The questions hurled at us from the Israel arena are powerful and cogent: How long can the chareidi public shirk their responsibility to serve in the army? Is their blood more precious than the non-chareidi’s blood? And why can’t they add a little math and English to their curriculum? How much can it impact their Torah study? Don’t many yeshivos in America offer a richer secular curriculum without affecting the caliber of ben Torah products?
These questions need to be addressed head-on; not only for the sake of a response to “them” but for ourselves. We would be dishonest and insensitive if we did not ponder these questions with the gravity they deserve.
The other problem Rav Lopiansky addresses is the core curriculum issue. He says that it isn’t so much secular studies themselves that Charedim object to. It is the idea that a secular government will be dictating what to teach. Even if the current government would be respectful of Charedi sensitivities about what can and can’t be taught, there may arise another government with a different anti Torah agenda.
I understand this fear. But I do not believe that this alone is the problem. The problem is that Charedi rabbinic leaders have no interest in educating their male students in anything other than pure Torah (mostly Gemarah). If they had any interest in secular studies they would have offered them by now.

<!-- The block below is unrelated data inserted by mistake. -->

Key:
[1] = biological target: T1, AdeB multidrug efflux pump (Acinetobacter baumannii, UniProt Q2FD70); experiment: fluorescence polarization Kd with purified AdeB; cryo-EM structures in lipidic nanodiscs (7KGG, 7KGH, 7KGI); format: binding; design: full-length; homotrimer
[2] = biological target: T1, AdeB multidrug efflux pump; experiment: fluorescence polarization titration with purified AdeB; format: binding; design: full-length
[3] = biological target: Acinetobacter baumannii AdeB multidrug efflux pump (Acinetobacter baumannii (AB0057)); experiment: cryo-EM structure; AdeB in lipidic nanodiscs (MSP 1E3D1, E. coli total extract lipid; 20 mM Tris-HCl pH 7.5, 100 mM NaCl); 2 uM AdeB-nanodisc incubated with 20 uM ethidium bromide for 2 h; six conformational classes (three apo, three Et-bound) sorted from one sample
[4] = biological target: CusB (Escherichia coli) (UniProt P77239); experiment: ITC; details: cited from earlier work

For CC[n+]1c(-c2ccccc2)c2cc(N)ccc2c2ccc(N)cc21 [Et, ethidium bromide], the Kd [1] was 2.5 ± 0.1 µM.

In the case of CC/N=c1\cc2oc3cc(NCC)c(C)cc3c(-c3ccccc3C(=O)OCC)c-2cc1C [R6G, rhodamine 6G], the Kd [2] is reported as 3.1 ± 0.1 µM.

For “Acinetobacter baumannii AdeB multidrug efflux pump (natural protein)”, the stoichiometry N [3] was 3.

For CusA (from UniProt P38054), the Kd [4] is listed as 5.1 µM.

So even the I admire and respect what Rav Lopiansky has tried to do here – and the way in which he tried to do it, I do not think he succeeded in answering the very real “powerful and cogent” challenges he concedes are being asked by the secular and Dati/MO side.
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About the Author: Harry Maryles runs the blog "Emes Ve-Emunah" which focuses on current events and issues that effect the Jewish world in general and Orthodoxy in particular. It discuses Hashkafa and news events of the day - from a Centrist perspctive and a philosphy of Torah U'Mada. He can be reached at email@example.com.The author's opinion does not necessarily reflect the opinion of The Jewish Press.
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